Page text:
Simple battery charger
Faller usually supplies a standard battery charger with the startsets. Nice to put some juice in the batteries when empty, but I have a few problems with it:
- It is not very clear how high the current is it delivers. It is a non-stabilized voltage source with a resistor (I think). That means that the current depends on the charge level of the batteries at that moment and on the number of cells connected in series.
- With a given battery voltage, the current is more or less constant. Meaning, a battery of 800mAh receives as much charging current as a battery of 150mAh
- Per charger you can charge only 1 car at a time.
I therefore have made for myself a very simple battery charger that works with an arbitrary dc-voltage of about 5V min.
The basis is an LM317 voltage regulator. The fun is that (with a resistor) you can very easily transform this component into a current source. The circuit looks like this: The BC557, LED and 68Ohm resistor can be ignored for the moment. Between pin 2 of the LM317 and the + of the battery are 5 resistors, 4 of them have a switch in series. These are simple dip-switches. The LM317 provides a constant voltage of 1.2V over the resistors. That means that the current through every resistor is exactly known. By switching on more or less resistors, you can set the required current. This works as long as the primary voltage is sufficient. The circuit itself uses about 2 Volts, including the 1.2V over the resistors. For a battery of 2.4V, of which the voltage in fully charged condition can run up to about 3V, you therefore require 5V min. A higher voltage is no problem. The difference is dissipated in heath by the LM317. That will be a problem only when you want to provide a high current at a high primary voltage. The LM317 will become hot then. This can be checked easily. As soon as you burn your fingers when touching it, you will have reached the limit. Don't worry too much, the LM317 is temperature protected. As soon as it thinks it is too hot, it shuts itself down.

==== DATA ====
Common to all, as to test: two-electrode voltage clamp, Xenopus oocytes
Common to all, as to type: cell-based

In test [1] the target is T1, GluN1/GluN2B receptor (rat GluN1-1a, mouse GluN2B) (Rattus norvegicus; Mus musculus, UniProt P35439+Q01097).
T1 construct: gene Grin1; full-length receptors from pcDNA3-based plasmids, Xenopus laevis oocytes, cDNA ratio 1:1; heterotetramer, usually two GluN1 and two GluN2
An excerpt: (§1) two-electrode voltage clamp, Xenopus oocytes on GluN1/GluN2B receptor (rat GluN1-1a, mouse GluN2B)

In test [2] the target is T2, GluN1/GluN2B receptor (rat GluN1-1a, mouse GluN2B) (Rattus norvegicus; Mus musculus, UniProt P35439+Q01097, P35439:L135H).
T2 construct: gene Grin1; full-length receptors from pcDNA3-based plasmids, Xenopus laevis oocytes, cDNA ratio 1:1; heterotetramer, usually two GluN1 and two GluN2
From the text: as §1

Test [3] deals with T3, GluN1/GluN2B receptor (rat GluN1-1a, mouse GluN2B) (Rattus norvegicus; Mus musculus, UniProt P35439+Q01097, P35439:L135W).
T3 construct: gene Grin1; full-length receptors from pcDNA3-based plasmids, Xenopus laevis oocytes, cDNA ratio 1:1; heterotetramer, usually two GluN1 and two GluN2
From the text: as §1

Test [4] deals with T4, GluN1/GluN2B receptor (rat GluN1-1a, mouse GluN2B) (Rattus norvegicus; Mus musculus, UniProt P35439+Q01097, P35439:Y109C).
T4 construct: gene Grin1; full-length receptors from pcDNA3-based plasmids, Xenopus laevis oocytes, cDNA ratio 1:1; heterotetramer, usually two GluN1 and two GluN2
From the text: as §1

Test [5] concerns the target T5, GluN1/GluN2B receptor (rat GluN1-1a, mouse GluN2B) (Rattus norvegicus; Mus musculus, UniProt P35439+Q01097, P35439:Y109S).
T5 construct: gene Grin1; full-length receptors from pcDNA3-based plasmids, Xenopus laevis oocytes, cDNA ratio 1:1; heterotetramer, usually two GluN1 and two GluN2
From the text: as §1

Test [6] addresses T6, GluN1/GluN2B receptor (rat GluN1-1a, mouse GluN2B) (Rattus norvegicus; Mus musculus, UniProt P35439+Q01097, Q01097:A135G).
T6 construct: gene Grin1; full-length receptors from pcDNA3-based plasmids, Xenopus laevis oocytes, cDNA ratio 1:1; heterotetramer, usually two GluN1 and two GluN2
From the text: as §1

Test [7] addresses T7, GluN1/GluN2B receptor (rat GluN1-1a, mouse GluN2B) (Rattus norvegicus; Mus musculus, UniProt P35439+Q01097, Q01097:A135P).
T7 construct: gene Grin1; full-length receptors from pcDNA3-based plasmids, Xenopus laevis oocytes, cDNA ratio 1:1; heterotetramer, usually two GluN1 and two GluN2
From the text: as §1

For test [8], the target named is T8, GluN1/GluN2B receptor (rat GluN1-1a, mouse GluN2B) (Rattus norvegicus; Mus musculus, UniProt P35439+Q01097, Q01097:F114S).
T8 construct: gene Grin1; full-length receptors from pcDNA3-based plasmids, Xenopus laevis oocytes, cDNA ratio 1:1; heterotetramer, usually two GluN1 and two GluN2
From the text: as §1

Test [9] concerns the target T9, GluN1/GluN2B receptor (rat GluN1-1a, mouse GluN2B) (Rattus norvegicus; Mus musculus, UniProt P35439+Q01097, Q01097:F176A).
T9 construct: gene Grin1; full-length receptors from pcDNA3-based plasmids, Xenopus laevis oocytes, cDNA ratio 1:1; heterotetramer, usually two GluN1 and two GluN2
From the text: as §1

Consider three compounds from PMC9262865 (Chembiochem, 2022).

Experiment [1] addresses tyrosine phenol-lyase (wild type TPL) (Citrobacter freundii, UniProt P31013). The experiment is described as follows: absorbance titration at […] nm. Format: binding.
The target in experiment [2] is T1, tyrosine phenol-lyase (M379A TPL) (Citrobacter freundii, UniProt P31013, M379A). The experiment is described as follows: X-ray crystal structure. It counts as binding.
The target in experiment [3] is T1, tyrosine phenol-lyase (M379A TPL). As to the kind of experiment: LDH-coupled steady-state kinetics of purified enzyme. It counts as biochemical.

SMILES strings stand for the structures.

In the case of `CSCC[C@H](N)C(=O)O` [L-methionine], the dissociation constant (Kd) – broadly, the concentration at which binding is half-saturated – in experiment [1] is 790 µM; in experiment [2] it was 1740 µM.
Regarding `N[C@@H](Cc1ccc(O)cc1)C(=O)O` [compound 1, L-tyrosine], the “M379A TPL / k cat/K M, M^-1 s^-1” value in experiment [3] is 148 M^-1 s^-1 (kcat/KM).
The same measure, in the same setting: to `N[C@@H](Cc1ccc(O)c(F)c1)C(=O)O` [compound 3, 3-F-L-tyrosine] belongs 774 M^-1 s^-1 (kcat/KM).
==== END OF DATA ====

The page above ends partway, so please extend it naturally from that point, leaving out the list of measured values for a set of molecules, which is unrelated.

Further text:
The current delivered with each resistor is 1.2/R. With the help of that formula you can create a table that shows what the current is depending on the state of the switches. Choose the current you want, find a setting that comes closest, set, connect and ready. 0 = off, 1 = on
Be aware of the fact that the charger doesn't have any intelligence. You therefore have to check the charging time youself. The charging current of the battery usually is stated in combination with the capacity of the battery. If a battery of 500mAh charges with a current of 500mA, we call that 1C and the battery will be full in about an hour. Not completely correct because you have some loss, so you have to add a few percent to it. In principle you can keep on charging NiCd of NiMH cel with a current of 0.1C. When the battery is full, the charging energy is transformed into heath. Letting this go on endlessly is not wise, but a battery of which the charge status is unknown you can safely charge with 0.1C during 24 hours. You can then count on the battery to be fully charged. When you provide higher currents, then you must know what the charge status of the battery is and check the time. When you are sure the battery is empty, you can for example fairly safely charge 0.5C during a bit less than 2 hours. After that the battery in theory will be full for about 90% and you can use it again. If you want it completely full then you end with 0.1C during 1 or 2 hours. Your battery will be charged then in 3 or 4 hours in total. An issue is: you have to check settings and time yourself, but well, it is after all a very simple circuit to be used everywhere with any dc-voltage around.
Next to the 5 resistors and switches there is an additional resistor, transistor and LED. This is purely for the visual indication of the current source being active. As soon as there is a current running, the LED will be on. It therefore doesn't say anything about the charge status of the battery. The current through the LED is constant and independent of the charging current or supply voltage.
I myself have placed 3 of these circuits on a board. With this I can easily charge 3 cars at the same time, with a current that is suitable for each battery. I have made a cable with which I can connect the board to the 2-pole connector of the UCCI. The round plug receives a 7.5V supply from a small net supply, the charger takes this along with the second connector.
Original contribution in Dutch by Leon van Perlo